Ricky Church reviews Batman: The Rebirth Deluxe Edition Book 2…
With Batman and Catwoman’s wedding upon us, DC has rather timely released the collection where their impending nuptials began in Batman: The Rebirth Deluxe Edition Book 2. The book is a nice, hefty collection of stories with Tom King delivering some pretty awesome Batman action as he first takes on Bane before flashing back to Batman’s early years in a pitched battle between Joker and Riddler. There is a lot to like in this book as King subverts expectations and delivers several surprises in his stories.
Beginning shortly after the first collection left off, Bane has come back to Gotham City to regain the Psycho Pirate in I Am Bane, doling out a heap of vengeance on Batman for humiliating him by attacking his family and allies. Bane is also back to sporting his classic look and dosing on venom with David Finch illustrating every vicious punch and kick from the supervillain. It’s definitely very well detailed from a visual standpoint as Finch shows every bruise, cut, scrape on Batman and Bane and the deteriorating state of their costumes throughout their prolonged conflict.
Most stories featuring Bane are hit or miss as the character has never quite reached the heights of his comic book introduction in Knightfall, often coming across more as an angry brute than an intellectual threat. King’s take on Bane is fairly nice as he explores both sides to the character, examining his fury while giving him some good pathos as he believes he did everything he could not to come back to Gotham and steer clear of Batman, but was forced to do so. It’s an interesting look at Bane’s state of mind and how he tried to conquer (most) of his inner demons until Batman re-took Psycho Pirate to undo what he did to Gotham Girl. ‘I Am Bane’ also does what few Bane stories have done since Knightfall by making him a true physical threat to Batman, reminding readers there’s still a good chance Bane can beat Batman again.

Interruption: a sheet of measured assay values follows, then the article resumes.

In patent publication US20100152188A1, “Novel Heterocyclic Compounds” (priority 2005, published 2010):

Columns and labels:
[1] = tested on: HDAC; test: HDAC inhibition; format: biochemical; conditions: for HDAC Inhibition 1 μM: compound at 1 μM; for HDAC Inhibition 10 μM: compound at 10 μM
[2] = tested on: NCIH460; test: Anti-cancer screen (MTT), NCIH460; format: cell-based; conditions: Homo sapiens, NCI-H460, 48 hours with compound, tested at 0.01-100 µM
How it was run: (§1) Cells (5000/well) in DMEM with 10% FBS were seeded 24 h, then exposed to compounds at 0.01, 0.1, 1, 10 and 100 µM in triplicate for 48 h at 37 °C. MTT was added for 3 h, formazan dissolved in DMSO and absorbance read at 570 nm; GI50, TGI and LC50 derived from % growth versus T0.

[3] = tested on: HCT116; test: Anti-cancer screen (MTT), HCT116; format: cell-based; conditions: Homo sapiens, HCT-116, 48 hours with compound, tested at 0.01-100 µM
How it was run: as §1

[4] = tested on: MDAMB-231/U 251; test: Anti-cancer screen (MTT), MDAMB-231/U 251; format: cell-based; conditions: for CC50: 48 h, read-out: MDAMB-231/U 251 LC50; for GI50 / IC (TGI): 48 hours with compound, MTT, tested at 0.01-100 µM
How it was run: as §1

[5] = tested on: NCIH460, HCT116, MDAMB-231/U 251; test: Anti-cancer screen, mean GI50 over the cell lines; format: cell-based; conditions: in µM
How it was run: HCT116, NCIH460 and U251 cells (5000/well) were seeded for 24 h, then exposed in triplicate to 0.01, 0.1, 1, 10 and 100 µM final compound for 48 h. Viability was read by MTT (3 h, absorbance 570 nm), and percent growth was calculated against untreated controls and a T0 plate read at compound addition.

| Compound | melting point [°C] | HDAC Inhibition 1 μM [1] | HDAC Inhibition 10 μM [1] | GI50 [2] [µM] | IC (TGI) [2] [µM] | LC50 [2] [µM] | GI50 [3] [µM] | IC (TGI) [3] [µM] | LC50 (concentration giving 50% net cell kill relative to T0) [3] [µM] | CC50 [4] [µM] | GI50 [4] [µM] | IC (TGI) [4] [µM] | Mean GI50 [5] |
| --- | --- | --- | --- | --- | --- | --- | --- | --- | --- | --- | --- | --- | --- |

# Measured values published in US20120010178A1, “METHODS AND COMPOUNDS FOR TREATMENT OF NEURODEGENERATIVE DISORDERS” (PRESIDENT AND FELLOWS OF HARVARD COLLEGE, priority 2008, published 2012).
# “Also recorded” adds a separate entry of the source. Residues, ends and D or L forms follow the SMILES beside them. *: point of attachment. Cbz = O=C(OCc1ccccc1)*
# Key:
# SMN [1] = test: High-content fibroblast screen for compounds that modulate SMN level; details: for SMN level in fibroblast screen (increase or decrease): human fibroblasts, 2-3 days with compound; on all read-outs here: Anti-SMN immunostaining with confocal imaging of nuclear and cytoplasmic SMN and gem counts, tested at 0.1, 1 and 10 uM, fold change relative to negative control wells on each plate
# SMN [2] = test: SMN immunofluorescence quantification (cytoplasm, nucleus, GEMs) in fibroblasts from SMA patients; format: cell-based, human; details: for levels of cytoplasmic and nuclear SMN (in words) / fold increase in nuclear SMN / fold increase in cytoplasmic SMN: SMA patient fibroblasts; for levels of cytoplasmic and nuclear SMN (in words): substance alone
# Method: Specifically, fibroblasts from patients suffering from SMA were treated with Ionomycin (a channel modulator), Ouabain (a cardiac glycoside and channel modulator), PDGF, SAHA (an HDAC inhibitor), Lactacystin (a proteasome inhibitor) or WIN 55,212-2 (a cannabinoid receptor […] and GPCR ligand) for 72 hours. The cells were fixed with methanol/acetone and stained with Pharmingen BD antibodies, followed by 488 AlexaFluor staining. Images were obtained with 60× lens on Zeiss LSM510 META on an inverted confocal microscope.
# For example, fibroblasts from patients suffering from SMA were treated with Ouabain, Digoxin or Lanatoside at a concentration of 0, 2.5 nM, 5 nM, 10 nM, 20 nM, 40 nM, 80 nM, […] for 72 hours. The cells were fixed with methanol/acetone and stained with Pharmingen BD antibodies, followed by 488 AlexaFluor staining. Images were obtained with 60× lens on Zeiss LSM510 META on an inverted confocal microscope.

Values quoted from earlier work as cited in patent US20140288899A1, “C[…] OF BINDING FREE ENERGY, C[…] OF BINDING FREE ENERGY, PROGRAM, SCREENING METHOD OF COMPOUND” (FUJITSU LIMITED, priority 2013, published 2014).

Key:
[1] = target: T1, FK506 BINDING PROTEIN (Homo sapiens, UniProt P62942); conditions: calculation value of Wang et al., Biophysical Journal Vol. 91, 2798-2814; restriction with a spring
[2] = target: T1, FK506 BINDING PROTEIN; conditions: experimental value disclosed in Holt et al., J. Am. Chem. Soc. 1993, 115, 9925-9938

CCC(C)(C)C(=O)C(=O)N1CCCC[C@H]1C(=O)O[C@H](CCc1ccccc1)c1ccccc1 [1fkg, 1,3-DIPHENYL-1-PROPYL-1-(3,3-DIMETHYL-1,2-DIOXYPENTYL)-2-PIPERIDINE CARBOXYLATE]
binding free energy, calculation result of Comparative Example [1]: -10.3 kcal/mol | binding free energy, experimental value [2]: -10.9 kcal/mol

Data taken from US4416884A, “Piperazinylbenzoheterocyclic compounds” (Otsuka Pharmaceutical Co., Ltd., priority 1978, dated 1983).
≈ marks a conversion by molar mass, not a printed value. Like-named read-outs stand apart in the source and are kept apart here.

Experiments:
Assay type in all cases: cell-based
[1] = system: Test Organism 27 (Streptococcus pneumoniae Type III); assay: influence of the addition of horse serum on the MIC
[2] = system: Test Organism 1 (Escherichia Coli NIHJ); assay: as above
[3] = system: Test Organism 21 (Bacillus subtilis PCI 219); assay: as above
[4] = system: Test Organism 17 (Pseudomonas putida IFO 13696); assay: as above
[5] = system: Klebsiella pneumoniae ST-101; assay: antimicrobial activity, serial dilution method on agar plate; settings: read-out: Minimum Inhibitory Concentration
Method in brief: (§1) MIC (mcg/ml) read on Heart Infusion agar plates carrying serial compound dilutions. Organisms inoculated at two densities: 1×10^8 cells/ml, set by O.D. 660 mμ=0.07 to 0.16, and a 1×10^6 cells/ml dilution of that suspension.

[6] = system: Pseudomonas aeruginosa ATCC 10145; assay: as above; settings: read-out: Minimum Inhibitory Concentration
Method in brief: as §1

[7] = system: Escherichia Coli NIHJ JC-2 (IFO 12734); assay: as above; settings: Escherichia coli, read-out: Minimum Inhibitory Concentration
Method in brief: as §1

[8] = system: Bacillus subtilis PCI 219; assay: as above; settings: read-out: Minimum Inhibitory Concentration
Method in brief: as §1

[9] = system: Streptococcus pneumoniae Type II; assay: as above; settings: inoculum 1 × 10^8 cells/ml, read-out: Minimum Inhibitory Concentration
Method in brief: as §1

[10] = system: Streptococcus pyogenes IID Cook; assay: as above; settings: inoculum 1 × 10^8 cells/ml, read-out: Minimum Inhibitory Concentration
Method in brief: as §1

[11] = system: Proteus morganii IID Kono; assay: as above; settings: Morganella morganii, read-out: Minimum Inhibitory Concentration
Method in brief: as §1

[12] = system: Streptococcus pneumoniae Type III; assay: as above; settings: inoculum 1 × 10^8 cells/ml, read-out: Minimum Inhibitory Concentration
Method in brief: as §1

After that, the next big story in the collection is The War of Jokes and Riddles which sees Batman telling Catwoman all about an infamous gang war between The Clown Prince of Crime and Gotham’s most (alleged) brilliant genius. I already reviewed the story in full with the trade paperback and don’t have much new to add to it except that Mikel Janin’s art is even better to gloss over in the deluxe format. Every frown Joker makes or smirk Riddler throws are very detailed. Much like Scott Snyder’s Zero Year, this is a story that reaffirms Riddler’s villainy in Batman’s rogues gallery while also emphasizing how much of a threat Joker is when he’s not happy.
One of the big draws to the book is, of course, Batman’s proposal and subsequent engagement to Catwoman. It is en emotional and character driven issue as Batman is confronted with the possibility of actually trying to have a life outside of Batman. King deconstructs this in a lengthy conversation with Gotham Girl that also highlights how different Batman is from other heroes. Superman has Lois Lane, Green Arrow and Black Canary are together, Flash is with Iris, but Batman is all by himself. Its the beginning of the question to the second phase of his run of whether or not Batman is destined to be lonely.
Also included are the two Batman-centric stories of the Batman/The Flash crossover, The Button, where both heroes investigate a certain blood-stained smiley face button that has been one of the core mysteries of DC Rebirth and leading into the Doomsday Clock series. Though the book only collects the first and third chapters of that story, they can mostly be read on their own and have some great emotional moments between Batman and the Flashpoint version of his father, Thomas Wayne. It’s also this meeting that helps spur Batman’s decision to propose to Catwoman. There is also an issue where Batman teams up with Swamp Thing to solve a murder in Gotham and a collection of short stories set around Christmas from Batman Annual #1.
With some great art by David Finch and Mikel Janin, Tom King’s Batman stories are captivating and explore why Batman is such a memorable and awesome superhero. It helps that his stories aren’t just exciting action, but often character driven pieces that examine Batman’s world and the cost his enemies take on him. Batman: The Rebirth Deluxe Edition Book 2 is a great collection for Batman fans to dive into with some memorable moments and thought-provoking character work.